The three ironclad ships differed substantially in design and degree of risk. The USS Monitor was the most innovative design by virtue of its low freeboard, shallow-draft iron hull, and total dependence on steam power. The riskiest element of its design was its rotating gun turret,[5] something that had not previously been built or tested by any navy.[lower-alpha 1] Its designer John Ericsson's guarantee of delivery in 100 days proved to be decisive in choosing his design despite the risk involved. The wooden-hulled USS Galena's most novel feature was her armor of interlocking iron rails. The New Ironsides was much influenced by the French ironclad Gloire and was the most conservative design of the three, which copied many of the features of the French ship.[5] The well-known Philadelphia engine-building firm of Merrick & Sons made the proposal for New Ironsides, but they did not have a slipway so they subcontracted the ship to William Cramp and Sons.[7] William Cramp claimed credit for the detailed design of the ship's hull, but the general design work was done by Merrick & Sons.[8]

New Ironsides was 230 feet (70.1 m) long between perpendiculars and 249 feet 6 inches (76.0 m) long overall.[9] She had a beam of 57 feet 6 inches (17.5 m) and a draft of 15 feet 8 inches (4.8 m). The ship displaced 4,120 long tons (4,190 t),[1] 495 long tons (503 t) more than her designed displacement.[10] To minimize her draft, New Ironsides was given a wide beam and a flat bottom. She had a rectangular ram that projected 6 feet (1.8 m) forward from her bow.[11] The ship's crew consisted of 449 officers and men.[1]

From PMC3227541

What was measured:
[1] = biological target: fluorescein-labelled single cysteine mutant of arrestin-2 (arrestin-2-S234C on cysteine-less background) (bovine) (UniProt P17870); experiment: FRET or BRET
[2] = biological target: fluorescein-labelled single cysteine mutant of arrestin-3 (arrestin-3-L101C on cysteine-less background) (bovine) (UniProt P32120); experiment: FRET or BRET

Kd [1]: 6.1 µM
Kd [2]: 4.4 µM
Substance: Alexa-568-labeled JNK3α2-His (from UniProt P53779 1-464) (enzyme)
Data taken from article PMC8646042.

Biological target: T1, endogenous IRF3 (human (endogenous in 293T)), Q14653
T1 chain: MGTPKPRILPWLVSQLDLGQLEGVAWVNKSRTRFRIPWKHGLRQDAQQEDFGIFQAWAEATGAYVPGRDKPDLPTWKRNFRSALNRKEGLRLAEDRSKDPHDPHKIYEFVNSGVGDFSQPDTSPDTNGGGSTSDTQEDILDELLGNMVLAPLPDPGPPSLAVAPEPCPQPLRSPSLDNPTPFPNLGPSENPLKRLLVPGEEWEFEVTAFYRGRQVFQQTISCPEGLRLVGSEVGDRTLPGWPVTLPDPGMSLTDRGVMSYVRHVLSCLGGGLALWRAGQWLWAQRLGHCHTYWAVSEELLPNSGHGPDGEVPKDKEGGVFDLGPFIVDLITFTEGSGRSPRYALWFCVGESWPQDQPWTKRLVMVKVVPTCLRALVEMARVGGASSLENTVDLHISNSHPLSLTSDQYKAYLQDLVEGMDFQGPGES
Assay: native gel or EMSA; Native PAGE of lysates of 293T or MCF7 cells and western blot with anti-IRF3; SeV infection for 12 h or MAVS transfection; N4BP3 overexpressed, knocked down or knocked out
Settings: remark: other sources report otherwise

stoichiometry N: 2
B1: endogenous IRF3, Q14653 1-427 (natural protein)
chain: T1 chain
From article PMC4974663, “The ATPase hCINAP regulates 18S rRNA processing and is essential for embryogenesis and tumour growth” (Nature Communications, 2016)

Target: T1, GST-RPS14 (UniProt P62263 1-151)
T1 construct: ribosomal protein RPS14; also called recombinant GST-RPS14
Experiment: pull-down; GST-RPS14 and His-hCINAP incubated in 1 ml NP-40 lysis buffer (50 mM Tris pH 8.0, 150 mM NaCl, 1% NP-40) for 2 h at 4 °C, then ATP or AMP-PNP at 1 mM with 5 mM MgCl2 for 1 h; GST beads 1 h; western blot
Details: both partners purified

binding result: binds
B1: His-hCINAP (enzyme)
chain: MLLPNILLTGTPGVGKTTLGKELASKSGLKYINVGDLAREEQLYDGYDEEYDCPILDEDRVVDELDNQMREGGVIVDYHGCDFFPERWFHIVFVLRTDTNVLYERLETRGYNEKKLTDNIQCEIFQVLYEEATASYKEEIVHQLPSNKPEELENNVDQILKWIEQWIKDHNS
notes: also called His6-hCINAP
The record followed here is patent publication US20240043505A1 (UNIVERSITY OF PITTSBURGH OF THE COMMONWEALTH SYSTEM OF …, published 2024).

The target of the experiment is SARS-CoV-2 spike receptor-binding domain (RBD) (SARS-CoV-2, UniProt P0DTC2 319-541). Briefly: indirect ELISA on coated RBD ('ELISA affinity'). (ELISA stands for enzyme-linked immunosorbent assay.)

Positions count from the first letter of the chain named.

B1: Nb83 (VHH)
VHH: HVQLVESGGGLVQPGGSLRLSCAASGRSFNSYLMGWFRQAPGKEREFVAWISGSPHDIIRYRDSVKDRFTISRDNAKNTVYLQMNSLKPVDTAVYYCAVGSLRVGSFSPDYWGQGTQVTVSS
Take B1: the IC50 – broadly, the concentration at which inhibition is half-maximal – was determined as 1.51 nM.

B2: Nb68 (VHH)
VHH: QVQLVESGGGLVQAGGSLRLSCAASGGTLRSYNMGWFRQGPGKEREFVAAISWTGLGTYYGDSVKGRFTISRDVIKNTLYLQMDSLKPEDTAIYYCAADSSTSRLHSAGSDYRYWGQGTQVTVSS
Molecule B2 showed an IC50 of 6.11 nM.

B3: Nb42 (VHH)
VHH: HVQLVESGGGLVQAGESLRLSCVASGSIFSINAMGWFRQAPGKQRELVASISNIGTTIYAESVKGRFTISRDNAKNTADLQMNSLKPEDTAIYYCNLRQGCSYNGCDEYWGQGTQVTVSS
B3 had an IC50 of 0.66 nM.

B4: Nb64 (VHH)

A two-piece articulated rudder was fitted to New Ironsides, but it proved unsatisfactory in service as the ship became more unmanageable as her speed increased. The rudder was blamed at the time, but the very full shape of the ship's hull aft was the most likely cause as it screened the rudder from the flow of water behind the hull. The ship's hull was coppered to reduce fouling.[10]


New Ironsides had two simple horizontal two-cylinder direct-acting steam engines driving a single brass 13-foot (4.0 m) propeller.[12] Steam was provided by four horizontal fire-tube boilers at a working pressure of 20–25 psi (138–172 kPa; 1–2 kgf/cm2).[13] The engines produced 1,800 indicated horsepower (1,300 kW) which gave the ship a maximum speed around 6 knots (11 km/h; 6.9 mph). New Ironsides carried 350 long tons (360 t)[14] of coal and her propeller could be disengaged to reduce drag while under sail alone.[7] The ship was barque-rigged with three masts that were used only for long-distance voyages, and were removed, with their rigging, once on station. The best speed under sail and steam together was only about 7 knots (13 km/h; 8.1 mph).[15]